J. Lawrence Miller remembers the moment he began to feel hope that politicians were finally combating the AIDS epidemic among African-Americans - it came last Wednesday.
"It was 9:37 p.m.; I have TiVo, I recorded it," said Miller, a Baltimore AIDS-prevention advocate, who was watching President Bush's State of the Union address at the time.
Bush asked Congress to reauthorize the Ryan White CARE Act, with focus "on fellow citizens with the highest rates of new cases: African-American men and women."
Miller hopes that Bush's remarks start a reversal of an unnerving trend: lagging interest and funding to address HIV/AIDS as African-Americans become its biggest victims.
Tomorrow is Black AIDS Day, designated by activists to draw attention to the scourge of the HIV/AIDS epidemic in black America. A new report from the Los Angeles-based Black AIDS Institute called "The Time Is Now" underscores the problem by using statistics, suggestions for funding reform and personal stories.
According to the Centers for Disease Control and Prevention, blacks make up 13 percent of the U.S. population, yet they comprised 54 percent of all new HIV diagnoses in 2002, the most recent year for which data were available. Black women accounted for 72 percent of new AIDS diagnoses in women nationwide.
Baltimore ranked fourth in all cases in the nation's metropolitan areas in 2002, with 48.7 cases per 100,000 people. Blacks make up about 65 percent of the population and they account for 89 percent of the AIDS cases, according to the state HIV/AIDS Administration.
"The only way we are going to fight this epidemic and win is if we start a national black AIDS mobilization," said Phil Wilson, executive director of the Black AIDS Institute.
Wilson hopes his group's study jolts politicians, activists and caregivers into long-needed action.
"It is fantastic that the president raised the issue," he said, adding: "Show me the money."
Sparse funding for prevention and care remains the biggest complaint of community-based organizations.
Funding for the Ryan White CARE Act has remained flat at about $2 million for the last three years, according to a report last year from the Kaiser Family Foundation.
In 2002, Mayor Martin O'Malley declared an AIDS "state of emergency" and convened a city commission made up of service providers and premier researchers to confront the problem.
But some members complain that the group has no budget or staff.
Meanwhile, grass-roots programs rely on money from grants, which means that once the funding runs out, the program gets killed.
"The way in which the funding works, it doesn't allow the agencies and the community-based organizations to sustain these programs," said Dr. William Blattner, co-chairman of the city's AIDS commission and director of the Epidemiology and Prevention Division at the University of Maryland's Institute of Human Virology, which he co-founded.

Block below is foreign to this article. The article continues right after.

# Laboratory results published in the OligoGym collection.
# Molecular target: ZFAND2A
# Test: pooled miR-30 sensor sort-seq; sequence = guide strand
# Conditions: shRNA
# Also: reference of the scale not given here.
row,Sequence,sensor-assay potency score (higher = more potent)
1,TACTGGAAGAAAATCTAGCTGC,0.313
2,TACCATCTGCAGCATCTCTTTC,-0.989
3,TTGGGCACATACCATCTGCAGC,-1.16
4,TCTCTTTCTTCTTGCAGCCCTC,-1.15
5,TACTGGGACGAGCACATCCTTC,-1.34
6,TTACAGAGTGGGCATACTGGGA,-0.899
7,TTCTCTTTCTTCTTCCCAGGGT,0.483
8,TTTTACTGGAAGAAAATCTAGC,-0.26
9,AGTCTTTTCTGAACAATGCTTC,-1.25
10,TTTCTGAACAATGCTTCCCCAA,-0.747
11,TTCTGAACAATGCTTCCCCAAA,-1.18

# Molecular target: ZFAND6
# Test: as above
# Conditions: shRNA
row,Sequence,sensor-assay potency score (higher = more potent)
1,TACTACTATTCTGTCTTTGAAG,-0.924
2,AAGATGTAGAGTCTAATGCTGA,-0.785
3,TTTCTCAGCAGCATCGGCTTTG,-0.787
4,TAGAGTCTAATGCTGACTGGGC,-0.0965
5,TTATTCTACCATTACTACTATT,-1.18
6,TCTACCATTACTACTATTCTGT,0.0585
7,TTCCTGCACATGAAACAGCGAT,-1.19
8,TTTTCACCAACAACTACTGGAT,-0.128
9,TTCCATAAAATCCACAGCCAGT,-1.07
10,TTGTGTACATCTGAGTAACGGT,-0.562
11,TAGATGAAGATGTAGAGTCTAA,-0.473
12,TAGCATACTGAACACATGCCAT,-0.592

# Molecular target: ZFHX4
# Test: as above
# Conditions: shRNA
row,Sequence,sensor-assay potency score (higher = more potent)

Still, with a lagging deficit, there's only so much cities can do, say others.
"Cities are poor, in general," said Dr. Peter L. Beilenson, the city's health commissioner. "Major ills of society having to be dealt with by cities because there is no other funding.
"We are doing tons of outreach; we are testing 100 percent more people than three years ago," he said. "I'm not denying that it is a significant problem, but we have made significant efforts."
Miller thinks it can be done with vigilance and counseling, such as through the Black Educational AIDS Project, where he is executive director. He points to client-turned-volunteer Bernadette Foster, who had been an on-and-off crack cocaine user for half her life.
Foster, 45, who tested negative for HIV in December, considers herself lucky because she has close friends who are dying of AIDS.
"I was out there in the wilderness," said Foster. "When I would meet someone, the drugs came into play, we'd get together and the next thing you know, there was sex."
Miller's program uses counselors to teach drug users - particularly intravenous drug users, who are at greatest risk in the city of contracting HIV - the skills to change behavior.
"We try to help people not get HIV," he said. "And if they do have it, we teach them how not to pass it on. We help sit them down and teach them how to prioritize HIV in their life."
On-the-ground advocates have tried to address the epidemic in the city's hardest-hit ZIP codes - 21217, 21218 and 21215 - Park Heights, Waverly and the Arlington-Pimlico area.
In 2003, more than 11 percent of new HIV cases in Baltimore were found in 21217 alone.
Dr. Rena Boss-Victoria, a member of the city's AIDS commission and director of the HIV Prevention Research Center at Morgan State University, interviewed teens in those three ZIP codes to find out their attitudes about AIDS.